Man Behind the Curtain       No fee is too big."
Intelligent Paradigm                - Dr. Peter Venkman, "Ghostbusters"




Tue, 22 Jun 1999 03:00:00 GMT  
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    David> Note that all the builtin collection types, and any you
    David> could define yourself in a portable way, will prevent an
    David> object in the collection from being reclaimed even if it is
    David> otherwise unreferenced.  Whether this is a problem depends
    David> on your application.  If you know when you are done with an
    David> object, you can remove it from the collection of all
    David> objects explicitly.

I plead for weak links and a termination function in the next revision
of the Dylan language.

Andreas

--
BeBox - the psychedelic trance computer.



Wed, 23 Jun 1999 03:00:00 GMT  
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Quote:
>You might find it worth your while to read a Dylan Programming textbook.
>At this level, even a Java or C++ or CLOS or Objective C or Smalltalk
>textbook would help, since all of those languages think of objects in a
>way similar to how Dylan thinks of them.

In fact, are there *any* OO languages that automatically maintain
collections of all the objects of a particular class, or otherwise make it
easy to perform the type of inverted searches that the original poster
asked about?
--
Barry Margolin
BBN Planet, Cambridge, MA

(BBN customers, please call (800) 632-7638 option 1 for support)


Wed, 23 Jun 1999 03:00:00 GMT  
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Quote:


> >You might find it worth your while to read a Dylan Programming textbook.
> >At this level, even a Java or C++ or CLOS or Objective C or Smalltalk
> >textbook would help, since all of those languages think of objects in a
> >way similar to how Dylan thinks of them.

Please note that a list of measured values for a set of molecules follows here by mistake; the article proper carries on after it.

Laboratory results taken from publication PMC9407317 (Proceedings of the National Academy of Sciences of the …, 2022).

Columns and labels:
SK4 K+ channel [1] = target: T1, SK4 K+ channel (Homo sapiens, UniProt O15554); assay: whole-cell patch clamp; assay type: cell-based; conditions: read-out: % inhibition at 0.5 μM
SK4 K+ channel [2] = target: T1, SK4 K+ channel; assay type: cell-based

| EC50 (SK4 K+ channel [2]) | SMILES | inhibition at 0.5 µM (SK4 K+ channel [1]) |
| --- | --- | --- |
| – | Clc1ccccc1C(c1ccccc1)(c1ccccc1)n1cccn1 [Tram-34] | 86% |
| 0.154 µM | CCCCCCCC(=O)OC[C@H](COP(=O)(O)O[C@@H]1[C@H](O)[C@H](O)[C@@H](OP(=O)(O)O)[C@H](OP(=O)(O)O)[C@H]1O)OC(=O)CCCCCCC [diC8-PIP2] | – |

> In fact, are there *any* OO languages that automatically maintain
> collections of all the objects of a particular class, or otherwise make
it
> easy to perform the type of inverted searches that the original poster
> asked about?

Certainly SmallTalk does. Perhaps also CL, but I'm not sure. The only
reason (I believe) that Dylan doesn't is because it specifically limits
dynamism for efficiency. On the other hand, I think the DRM specifically
mentions this type of introspection and states that an implementation may
provide (implementation-specific) mechanisms for this. I also suspect that
once there has been some experience implementating this, a standard
extension to the language may be defined.

...........................................................................
Chris Page                                       define module mail-message
Dylan Hacker                                       use dylan;
Harlequin, Inc.                                    use standard-disclaimer;
<http://www.best.com/~page/>                     end module mail-message;



Wed, 23 Jun 1999 03:00:00 GMT  
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 > In fact, are there *any* OO languages that automatically maintain
 > collections of all the objects of a particular class, or otherwise make it
 > easy to perform the type of inverted searches that the original poster
 > asked about?

Maybe not OO languages per se, but a number of Knowledge Representation
languages provide such functionality. [*]  As others have pointed out,
Databases do that as well.  In both cases, objects must be explicitly
deleted in order to free storage.

[* Shameless plug: ISI's Loom system does this, as well as most other
   languages in the KL-ONE family.]

--



Fri, 25 Jun 1999 03:00:00 GMT